Microsoft: "C# is strongly typed ... Just kidding!"

by Jon Davis 11. May 2008 11:40

Microsoft has changed its mind in keeping C# a strongly typed language. All of the virtues of strongly typing your variables, and depending on alternative languages such as Visual Basic for such coding techniques as late binding, are soon to be flushed down the toilet. Since C# is a product and not an open-source language firmly grounded upon disciplines (apparently ECMA is a farce), Microsoft is apparently trying hard to keep the much-loved language evolving according to the demands and requests of its users rather than keep each language feature unique to each language dependent upon its featured language. Late binding was one of the last things that made Visual Basic more versatile to programmers than C#, and it is a feature that Microsoft has finally caved on and decided to add to C#. In the end, where dynamic code is used, there is no member checking on late-bound objects, and code like this is plausible.

static void Main(string[] args)
        object myDynamicObject = GetDynamicObject();
// call a method  
        myDynamicObject.someString = "value";
// Set a field
        myDynamicObject[0] = 25;             
// Access an indexer

The above code, which syntax is not finalized, gives some relief to doubters with its explicit "dynamic { }" block. It suggests that C# will still enforce type safety and member checking at compile-time, except only where late-bound code is invoked in a "dynamic" declaration block.

Microsoft added "strongly typed anonymous typing" in C# 3.0 with the keyword var and with the ability to create and populate anonymous types. I for one thought var was C#'s biggest invitation for bad code abuse, but I was persuaded that "it's okay, it's still strongly typed" because ultimately the type does infer a strong type at compile-time and you get compile-time checking if you use members that are not part of what is assigned.

But late binding invokes no such member checking. Late binding is potentially useful in places where System.Reflection was previously used to perform invocations of type members without having a strong reference to them at compile-time, such as in plug-in support. However, as with var, there is potential for abuse of this functionality; outside of plug-in support, it should not be used at all in my opinion. (But I can just imagine the sort of fist-fighting that was going on between the CLR team and the Microsoft Office COM automation team.)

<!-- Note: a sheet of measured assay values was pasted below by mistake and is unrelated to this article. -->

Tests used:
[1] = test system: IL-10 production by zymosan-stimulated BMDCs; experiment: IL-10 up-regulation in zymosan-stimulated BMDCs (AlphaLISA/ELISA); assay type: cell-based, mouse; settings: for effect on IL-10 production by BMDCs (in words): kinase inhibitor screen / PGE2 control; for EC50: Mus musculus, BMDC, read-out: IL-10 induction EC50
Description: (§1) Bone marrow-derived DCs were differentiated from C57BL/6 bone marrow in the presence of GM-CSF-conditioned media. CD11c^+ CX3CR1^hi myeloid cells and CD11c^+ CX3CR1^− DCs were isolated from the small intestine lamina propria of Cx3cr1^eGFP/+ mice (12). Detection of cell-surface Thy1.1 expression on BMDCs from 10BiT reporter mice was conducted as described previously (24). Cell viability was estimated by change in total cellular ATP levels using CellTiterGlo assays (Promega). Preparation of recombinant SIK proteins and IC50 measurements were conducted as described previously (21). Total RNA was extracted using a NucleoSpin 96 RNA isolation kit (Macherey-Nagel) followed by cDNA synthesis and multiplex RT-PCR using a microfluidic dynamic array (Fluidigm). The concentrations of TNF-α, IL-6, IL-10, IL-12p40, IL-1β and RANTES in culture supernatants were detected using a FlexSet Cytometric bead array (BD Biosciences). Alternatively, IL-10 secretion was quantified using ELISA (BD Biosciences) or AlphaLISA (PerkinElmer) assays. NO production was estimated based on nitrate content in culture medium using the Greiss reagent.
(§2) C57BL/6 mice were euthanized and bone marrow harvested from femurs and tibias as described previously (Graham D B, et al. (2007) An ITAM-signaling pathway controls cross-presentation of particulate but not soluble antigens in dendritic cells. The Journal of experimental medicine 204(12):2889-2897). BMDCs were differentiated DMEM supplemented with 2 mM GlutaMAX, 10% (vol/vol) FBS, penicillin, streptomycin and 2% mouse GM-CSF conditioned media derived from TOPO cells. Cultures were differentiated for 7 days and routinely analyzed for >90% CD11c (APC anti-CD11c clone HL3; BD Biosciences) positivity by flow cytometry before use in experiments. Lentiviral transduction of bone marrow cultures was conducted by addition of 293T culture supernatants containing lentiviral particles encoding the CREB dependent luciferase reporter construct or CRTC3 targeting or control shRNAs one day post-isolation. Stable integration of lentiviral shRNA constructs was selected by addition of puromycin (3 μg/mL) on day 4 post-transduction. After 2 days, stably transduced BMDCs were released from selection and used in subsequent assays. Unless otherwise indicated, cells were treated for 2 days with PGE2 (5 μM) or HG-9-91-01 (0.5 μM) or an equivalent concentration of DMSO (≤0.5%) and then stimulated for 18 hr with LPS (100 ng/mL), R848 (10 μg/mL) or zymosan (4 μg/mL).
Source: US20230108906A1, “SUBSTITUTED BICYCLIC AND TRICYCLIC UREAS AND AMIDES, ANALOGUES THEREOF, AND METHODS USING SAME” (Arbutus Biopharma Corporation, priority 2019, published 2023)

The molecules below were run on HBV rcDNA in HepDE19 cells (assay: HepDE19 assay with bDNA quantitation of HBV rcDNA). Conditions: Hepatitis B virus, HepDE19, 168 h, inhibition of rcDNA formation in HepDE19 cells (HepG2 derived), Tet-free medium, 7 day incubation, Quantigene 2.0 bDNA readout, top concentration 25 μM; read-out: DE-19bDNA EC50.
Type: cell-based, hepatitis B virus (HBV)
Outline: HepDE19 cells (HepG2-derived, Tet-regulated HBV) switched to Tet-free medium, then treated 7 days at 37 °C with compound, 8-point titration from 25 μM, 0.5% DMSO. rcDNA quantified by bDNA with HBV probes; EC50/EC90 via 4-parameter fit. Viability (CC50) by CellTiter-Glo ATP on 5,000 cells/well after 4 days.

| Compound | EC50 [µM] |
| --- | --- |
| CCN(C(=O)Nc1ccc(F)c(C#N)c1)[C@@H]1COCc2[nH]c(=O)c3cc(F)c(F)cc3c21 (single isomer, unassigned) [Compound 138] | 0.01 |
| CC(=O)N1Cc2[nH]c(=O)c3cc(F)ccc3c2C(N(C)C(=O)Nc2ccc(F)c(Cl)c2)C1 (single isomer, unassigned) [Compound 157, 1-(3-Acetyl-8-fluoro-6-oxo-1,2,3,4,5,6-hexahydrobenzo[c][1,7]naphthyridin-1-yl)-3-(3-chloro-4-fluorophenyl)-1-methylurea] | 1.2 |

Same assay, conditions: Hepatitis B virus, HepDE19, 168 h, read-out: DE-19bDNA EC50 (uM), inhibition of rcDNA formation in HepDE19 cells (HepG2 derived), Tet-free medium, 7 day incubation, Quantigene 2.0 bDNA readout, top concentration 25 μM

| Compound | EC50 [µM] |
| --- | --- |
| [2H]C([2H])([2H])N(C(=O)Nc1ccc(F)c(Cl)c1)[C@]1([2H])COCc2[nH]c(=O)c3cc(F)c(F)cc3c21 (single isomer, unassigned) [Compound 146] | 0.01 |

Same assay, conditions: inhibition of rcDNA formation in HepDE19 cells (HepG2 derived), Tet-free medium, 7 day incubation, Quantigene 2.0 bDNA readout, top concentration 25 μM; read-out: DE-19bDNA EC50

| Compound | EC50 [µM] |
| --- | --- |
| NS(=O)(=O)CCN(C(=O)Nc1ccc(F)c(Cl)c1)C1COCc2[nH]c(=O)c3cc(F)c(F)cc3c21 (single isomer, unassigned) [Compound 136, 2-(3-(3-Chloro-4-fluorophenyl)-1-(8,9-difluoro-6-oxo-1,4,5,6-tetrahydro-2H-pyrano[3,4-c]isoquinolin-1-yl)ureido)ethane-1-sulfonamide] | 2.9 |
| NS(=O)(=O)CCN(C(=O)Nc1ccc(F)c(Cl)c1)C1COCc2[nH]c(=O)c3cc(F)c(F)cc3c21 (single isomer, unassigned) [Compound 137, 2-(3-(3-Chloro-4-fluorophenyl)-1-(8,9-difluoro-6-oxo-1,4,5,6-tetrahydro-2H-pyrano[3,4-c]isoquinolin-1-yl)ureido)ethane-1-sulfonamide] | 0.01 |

On the other hand, I can see where this functionality would be necessary for being able to interoperate with objects created in a dynamic language. I hope this will mean that Silverlight v3.0 will natively be able to support interoperating with browser Javascript objects, although that's likely wishful thinking since browser Javascript does not run in the CLR...

EDIT: So um as I was writing this post I was all bent out of shape but then I noticed the dynamic {} block and realized it's okay so but then I left the "bent out of shape" bits at the top so *sigh* .. I hate mondays .. I'm tired ..

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About the author

Jon Davis (aka "stimpy77") has been a programmer, developer, and consultant for web and Windows software solutions professionally since 1997, with experience ranging from OS and hardware support to DHTML programming to IIS/ASP web apps to Java network programming to Visual Basic applications to C# desktop apps.
Software in all forms is also his sole hobby, whether playing PC games or tinkering with programming them. "I was playing Defender on the Commodore 64," he reminisces, "when I decided at the age of 12 or so that I want to be a computer programmer when I grow up."

Jon was previously employed as a senior .NET developer at a very well-known Internet services company whom you're more likely than not to have directly done business with. However, this blog and all of have no affiliation with, and are not representative of, his former employer in any way.

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